And the cost of living near the big office towers is shocking, it only made sense to flat together and save the late-night supplement on the tram fare. I had to think twice about getting tangled up with another computer boffin but I convinced myself that being rotten isn’t built in to the job.
And it all would have been fine but one day I was in a confectionary shop. Dee keeps a little silvery dish on his desk, with boiled sweets, and I thought I’d get some for him. And who should come swanning in but Avon.
“Come up in the world, have you? Now you can ruin Alphas’ lives too.”
“Blake doesn’t seem to think I’ve ruined his life. If he did, he’d finish with me.”
“Usually I’m not mad for poetic justice, poetry’s all right but what’s justice ever done for me? But that time I’d cheer.”
“Vila, I told you over and over again that I was only out for myself.”
“Yeah, but I didn’t believe that when you said it ‘cos you were a rotten liar too. I mean, a rotten person who wasn’t any good at lying either. The only one who ever trusted you was Blake, which means either he was a right numpty or he didn’t but he was just trying to get you onside.”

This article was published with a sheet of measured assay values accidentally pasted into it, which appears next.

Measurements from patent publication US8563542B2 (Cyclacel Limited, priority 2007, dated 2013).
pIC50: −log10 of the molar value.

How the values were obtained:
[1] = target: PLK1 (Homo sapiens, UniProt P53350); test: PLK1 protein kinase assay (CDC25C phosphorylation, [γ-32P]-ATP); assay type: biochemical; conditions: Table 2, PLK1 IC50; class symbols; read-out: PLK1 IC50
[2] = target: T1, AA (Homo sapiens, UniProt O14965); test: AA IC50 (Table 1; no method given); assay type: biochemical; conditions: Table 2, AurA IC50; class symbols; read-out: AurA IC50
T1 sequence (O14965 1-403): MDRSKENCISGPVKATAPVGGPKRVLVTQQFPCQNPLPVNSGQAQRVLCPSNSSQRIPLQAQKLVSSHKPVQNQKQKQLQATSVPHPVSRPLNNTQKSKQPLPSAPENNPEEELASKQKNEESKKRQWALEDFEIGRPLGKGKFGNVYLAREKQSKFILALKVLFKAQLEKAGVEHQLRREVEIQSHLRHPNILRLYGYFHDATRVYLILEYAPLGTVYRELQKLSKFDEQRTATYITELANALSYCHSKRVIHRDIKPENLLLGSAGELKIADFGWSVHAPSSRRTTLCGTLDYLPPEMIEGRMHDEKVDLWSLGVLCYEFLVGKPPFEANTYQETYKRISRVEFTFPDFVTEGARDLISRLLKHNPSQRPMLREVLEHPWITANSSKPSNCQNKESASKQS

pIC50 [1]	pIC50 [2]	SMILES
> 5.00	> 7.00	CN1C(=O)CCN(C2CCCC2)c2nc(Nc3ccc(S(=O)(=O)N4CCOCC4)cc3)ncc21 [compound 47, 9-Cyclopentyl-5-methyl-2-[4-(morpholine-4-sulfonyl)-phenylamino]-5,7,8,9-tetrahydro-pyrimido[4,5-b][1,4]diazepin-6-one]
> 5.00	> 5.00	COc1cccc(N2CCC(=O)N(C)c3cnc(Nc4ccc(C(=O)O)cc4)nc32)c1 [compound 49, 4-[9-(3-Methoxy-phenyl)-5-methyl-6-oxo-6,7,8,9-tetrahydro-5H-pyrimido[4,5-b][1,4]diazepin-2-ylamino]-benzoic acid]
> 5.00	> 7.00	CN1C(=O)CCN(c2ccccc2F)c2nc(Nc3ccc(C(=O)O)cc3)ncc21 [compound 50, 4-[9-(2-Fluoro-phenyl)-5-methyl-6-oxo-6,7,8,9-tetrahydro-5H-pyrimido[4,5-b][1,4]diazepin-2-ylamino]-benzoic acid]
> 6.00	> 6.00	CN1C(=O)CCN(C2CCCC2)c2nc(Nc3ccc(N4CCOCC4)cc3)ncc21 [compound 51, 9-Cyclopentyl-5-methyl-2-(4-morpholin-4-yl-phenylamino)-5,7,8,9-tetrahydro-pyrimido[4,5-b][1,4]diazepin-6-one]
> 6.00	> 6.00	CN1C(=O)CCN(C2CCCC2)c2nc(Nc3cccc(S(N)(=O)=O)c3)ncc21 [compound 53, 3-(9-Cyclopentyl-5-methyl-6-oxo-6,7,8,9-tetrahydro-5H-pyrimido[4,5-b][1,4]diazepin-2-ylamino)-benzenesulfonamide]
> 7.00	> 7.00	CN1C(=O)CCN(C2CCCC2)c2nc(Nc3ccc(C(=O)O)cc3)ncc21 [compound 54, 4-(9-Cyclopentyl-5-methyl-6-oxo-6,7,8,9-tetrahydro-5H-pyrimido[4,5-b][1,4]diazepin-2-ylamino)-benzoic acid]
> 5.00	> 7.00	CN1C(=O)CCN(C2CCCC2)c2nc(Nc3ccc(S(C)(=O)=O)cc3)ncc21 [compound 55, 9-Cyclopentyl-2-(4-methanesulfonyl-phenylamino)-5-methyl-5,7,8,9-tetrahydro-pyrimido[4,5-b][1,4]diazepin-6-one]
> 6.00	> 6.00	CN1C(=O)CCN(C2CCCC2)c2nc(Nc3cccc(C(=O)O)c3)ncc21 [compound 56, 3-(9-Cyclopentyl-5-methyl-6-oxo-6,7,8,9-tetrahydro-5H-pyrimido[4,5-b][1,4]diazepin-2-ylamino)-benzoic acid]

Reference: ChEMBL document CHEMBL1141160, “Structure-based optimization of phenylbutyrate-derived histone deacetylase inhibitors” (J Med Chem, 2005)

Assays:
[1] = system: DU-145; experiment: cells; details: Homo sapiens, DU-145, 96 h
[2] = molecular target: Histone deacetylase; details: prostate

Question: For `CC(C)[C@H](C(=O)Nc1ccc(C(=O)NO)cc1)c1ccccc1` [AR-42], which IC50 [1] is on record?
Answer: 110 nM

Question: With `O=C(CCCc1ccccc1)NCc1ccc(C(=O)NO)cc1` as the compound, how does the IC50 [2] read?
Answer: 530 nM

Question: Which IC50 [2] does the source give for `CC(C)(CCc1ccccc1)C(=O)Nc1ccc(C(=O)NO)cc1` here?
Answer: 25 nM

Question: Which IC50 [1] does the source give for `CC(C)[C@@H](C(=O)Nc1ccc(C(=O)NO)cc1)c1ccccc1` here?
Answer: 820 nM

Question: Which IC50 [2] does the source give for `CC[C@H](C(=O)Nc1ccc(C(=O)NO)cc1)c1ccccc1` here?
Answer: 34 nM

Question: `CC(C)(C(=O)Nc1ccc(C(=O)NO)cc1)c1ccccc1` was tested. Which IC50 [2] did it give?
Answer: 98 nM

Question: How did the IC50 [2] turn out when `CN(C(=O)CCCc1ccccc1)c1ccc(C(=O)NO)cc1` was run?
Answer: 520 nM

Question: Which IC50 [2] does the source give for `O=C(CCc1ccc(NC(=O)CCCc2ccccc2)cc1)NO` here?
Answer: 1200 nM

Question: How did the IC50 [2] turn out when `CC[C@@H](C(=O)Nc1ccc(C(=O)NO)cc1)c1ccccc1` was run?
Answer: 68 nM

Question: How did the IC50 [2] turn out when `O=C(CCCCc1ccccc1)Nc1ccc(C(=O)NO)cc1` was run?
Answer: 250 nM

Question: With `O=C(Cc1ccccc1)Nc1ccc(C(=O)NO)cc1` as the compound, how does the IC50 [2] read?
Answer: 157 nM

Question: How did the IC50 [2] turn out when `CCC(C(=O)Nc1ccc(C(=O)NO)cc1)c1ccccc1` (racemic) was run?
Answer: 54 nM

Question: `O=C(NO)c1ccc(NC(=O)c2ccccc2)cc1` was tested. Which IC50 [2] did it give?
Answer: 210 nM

“Then you’ve had a lucky escape, haven’t you? Go home, where there’s probably a nice meal waiting for you.”
“You cooked lots of times,” I said stubbornly. That’ll show Avon that he’s not the only one who can talk to someone and disagree with everything he says just on principle.
“And you always said that you were sick of tricked-up foreign messes, you wanted some real food for a change. Have a bottled ale and watch the Match of the Day and give Cur a pat on the head and be grateful for how it all turned out.”
“How could I ever be grateful to you for picking me up when I was down and then kicking me in the teeth when I was doing all right when then I could get hurt properly about you dumping me because I wasn’t being chased by pursuit ships and Mutoids or worried about starving in the street?”
The shop assistant said, “How can I help you today?” so we each got some of the dolly mixtures, only I got a hundred grams and Avon got a kilo and some chocolates. They weren’t half expensive. I was going to take a five-finger discount, but seeing Avon there put me off my stride, so I paid for them.